What's really at risk with an open toilet bowl -study

A new laser technology is highlighting the particles that come up when you flush your toilet.

A flushing toilet (photo credit: JARLHELM/CC BY-SA 3.0 (http://creativecommons.org/licenses/by-sa/3.0/)/VIA WIKIMEDIA COMMONS)
A flushing toilet
(photo credit: JARLHELM/CC BY-SA 3.0 (http://creativecommons.org/licenses/by-sa/3.0/)/VIA WIKIMEDIA COMMONS)

New laser technology was used to illuminate particles that are in the air when a toilet is flushed in a new study published on Thursday.

Technological advancement finally allows us to see what is ultimately invisible to us. Camera and laser experts worked together to identify a new technology that could use a laser to illuminate particles in the air that originated in the toilet.

According to the study by Colorado-based scientists, toilet particles can have quite the range of motion following a flush. If you've ever wondered why keeping a toilet seat down was a big deal, it's because particles, often feces-based, could reach up to 1.5 meters high when a toilet is flushed. "Flushing a toilet generates an energetic turbulent flow that releases droplets and aerosols into the air," the study said.

The particles in the toilet are not limited to E.Coli, SARS-CoV-2, influenza and norovirus. With the development of a laser that illuminates those particles, bathroom cleanliness and personal health can also reach new heights. 

“If it's something you can't see, it's easy to pretend it doesn't exist. But once you see these videos, you're never going to think about a toilet flush the same way again,” said John Crimaldi, lead author of the study and professor of civil, environmental, and architectural engineering at the University of Colorado at Boulder. “By making dramatic visual images of this process, our study can play an important role in public health messaging.”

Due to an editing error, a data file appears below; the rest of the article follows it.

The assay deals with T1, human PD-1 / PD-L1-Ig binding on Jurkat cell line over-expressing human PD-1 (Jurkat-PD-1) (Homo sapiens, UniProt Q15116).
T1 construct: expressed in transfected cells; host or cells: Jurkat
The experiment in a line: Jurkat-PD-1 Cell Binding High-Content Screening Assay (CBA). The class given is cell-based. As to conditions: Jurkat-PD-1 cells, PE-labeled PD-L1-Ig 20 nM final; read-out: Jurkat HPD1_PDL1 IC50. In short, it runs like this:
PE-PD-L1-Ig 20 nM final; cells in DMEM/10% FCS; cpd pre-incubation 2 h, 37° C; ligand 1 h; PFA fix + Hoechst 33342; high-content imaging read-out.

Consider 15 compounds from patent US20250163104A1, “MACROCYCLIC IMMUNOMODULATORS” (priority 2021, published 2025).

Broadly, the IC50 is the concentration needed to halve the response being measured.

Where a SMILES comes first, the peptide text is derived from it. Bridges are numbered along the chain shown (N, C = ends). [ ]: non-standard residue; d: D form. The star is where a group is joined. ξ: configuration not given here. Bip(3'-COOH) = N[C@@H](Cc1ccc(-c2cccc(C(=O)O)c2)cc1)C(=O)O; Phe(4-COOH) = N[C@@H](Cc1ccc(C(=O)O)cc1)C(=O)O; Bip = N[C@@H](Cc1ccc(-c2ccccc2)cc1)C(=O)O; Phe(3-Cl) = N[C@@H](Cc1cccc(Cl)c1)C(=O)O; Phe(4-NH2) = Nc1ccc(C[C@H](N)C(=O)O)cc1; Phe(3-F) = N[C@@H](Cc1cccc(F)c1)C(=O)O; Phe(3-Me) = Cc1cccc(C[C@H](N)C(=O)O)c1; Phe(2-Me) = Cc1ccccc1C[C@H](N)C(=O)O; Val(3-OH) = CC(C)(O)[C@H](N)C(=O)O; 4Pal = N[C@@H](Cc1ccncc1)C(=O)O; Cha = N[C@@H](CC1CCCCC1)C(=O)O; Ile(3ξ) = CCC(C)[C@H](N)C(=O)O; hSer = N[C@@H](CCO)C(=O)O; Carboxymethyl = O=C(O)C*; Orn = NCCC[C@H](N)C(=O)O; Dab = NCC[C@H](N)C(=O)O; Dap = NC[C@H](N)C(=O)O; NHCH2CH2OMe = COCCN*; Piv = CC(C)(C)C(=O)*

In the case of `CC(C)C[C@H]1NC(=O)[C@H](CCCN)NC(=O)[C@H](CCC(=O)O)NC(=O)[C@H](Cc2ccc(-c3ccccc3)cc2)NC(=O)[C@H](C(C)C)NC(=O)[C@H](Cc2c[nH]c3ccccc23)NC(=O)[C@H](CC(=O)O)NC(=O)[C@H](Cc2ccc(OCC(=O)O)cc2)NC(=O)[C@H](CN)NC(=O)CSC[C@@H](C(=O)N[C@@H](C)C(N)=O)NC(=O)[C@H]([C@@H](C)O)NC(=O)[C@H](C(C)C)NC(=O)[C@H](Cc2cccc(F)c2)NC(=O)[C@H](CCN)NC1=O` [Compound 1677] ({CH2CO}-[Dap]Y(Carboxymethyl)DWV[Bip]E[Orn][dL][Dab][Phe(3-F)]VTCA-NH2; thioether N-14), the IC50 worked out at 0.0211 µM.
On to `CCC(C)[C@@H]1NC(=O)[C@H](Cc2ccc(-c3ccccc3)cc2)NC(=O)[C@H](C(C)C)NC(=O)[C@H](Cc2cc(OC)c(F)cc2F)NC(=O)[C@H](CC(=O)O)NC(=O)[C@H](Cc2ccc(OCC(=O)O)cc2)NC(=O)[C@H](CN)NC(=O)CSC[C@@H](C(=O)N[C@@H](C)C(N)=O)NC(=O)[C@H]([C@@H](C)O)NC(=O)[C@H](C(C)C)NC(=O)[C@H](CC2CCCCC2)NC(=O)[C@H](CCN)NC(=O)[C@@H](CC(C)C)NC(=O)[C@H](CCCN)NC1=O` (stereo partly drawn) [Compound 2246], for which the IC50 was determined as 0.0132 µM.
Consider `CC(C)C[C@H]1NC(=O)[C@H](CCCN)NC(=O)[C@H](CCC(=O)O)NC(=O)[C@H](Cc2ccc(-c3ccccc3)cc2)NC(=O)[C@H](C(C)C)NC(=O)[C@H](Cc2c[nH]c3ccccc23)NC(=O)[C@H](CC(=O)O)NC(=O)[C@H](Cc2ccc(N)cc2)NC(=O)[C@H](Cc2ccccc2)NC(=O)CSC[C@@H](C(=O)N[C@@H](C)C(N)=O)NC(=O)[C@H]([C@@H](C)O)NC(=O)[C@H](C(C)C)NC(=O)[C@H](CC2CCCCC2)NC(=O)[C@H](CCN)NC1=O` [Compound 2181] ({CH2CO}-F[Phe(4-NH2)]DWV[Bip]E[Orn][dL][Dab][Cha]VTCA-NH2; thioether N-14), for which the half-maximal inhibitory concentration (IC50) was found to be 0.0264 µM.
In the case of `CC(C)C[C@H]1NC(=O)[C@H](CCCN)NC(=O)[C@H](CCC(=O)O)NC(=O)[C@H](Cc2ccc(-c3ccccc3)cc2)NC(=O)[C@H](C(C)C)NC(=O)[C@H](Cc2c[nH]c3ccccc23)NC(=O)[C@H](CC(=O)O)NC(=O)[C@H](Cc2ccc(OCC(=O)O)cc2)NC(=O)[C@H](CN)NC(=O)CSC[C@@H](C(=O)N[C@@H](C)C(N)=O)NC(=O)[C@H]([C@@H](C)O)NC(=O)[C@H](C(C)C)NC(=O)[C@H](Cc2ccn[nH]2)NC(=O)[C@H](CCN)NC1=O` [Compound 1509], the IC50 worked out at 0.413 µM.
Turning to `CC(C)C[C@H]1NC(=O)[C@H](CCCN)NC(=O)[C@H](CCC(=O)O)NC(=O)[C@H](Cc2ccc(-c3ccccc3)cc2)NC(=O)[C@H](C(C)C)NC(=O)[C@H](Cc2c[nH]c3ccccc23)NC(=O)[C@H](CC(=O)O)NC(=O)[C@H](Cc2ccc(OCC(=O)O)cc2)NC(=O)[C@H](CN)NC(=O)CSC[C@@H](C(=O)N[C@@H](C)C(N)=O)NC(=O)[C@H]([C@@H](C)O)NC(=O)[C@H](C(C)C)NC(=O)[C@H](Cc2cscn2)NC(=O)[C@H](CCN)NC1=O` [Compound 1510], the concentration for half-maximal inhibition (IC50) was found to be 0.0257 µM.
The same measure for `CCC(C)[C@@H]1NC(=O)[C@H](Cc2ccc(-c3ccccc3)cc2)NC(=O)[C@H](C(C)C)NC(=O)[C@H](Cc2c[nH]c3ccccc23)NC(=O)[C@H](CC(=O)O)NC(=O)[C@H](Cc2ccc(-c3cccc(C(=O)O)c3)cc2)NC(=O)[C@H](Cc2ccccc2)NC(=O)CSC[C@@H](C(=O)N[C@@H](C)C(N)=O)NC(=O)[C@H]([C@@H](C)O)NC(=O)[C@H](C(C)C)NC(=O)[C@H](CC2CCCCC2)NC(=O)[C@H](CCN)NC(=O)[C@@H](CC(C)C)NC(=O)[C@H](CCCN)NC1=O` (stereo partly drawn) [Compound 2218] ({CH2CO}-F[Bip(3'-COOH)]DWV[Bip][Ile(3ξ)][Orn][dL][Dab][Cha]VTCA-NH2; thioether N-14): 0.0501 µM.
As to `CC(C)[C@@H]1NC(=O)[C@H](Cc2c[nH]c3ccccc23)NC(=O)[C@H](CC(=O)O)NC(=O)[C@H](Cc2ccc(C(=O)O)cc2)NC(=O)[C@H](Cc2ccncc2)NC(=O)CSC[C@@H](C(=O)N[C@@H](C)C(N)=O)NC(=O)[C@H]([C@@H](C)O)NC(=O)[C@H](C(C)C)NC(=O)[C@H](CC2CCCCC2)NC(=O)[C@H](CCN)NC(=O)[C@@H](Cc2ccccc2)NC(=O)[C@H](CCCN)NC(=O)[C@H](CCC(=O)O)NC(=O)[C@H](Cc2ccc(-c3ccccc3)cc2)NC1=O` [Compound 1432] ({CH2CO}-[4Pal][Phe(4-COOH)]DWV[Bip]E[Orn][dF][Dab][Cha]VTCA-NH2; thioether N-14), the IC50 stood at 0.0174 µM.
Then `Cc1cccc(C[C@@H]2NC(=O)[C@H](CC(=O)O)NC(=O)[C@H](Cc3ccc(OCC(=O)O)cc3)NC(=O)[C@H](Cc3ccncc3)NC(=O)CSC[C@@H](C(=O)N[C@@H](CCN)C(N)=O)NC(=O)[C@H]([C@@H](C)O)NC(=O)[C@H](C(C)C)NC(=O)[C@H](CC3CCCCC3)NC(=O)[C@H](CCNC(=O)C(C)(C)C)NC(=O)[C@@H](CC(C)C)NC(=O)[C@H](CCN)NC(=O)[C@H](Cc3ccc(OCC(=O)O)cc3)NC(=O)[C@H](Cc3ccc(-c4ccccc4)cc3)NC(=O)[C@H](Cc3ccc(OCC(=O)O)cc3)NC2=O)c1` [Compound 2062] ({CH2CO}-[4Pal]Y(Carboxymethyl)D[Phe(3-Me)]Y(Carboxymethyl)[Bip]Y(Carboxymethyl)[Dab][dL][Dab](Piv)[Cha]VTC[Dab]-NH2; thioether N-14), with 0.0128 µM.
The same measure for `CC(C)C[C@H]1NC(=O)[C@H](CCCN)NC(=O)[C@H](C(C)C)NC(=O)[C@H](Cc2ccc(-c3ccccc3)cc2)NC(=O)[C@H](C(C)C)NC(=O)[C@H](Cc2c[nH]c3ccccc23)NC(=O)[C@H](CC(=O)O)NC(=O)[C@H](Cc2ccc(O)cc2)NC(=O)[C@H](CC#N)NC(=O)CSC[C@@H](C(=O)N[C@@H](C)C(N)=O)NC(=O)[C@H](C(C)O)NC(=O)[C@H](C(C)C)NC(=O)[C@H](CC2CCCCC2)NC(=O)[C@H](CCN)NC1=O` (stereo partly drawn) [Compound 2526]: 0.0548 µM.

“People have known that toilets emit aerosols, but they haven't been able to see them,” the researcher stated to a university publication. “We show that this thing is a much more energetic and rapidly spreading plume than even the people who knew about this understood.” 

Toilet paper  (credit: INGIMAGE)Toilet paper (credit: INGIMAGE)

Particles shot up fiercely

The toilet and laser combo resembled a general open bowl you'd expect to find in a public restroom. Upon experimentation, the laser showed particles shooting up well over six feet in a matter of seconds. “We had expected these aerosol particles would just sort of float up, but they came out like a rocket,” said Crimaldi.

This experiment was missing a couple of crucial key elements, which the study identified as likely to change some factors. There was no solid waste or toilet paper in the bowl in the experimental setup. There were no stalls or people moving around, either. "These real-life variables could all exacerbate the problem," Crimaldi stated.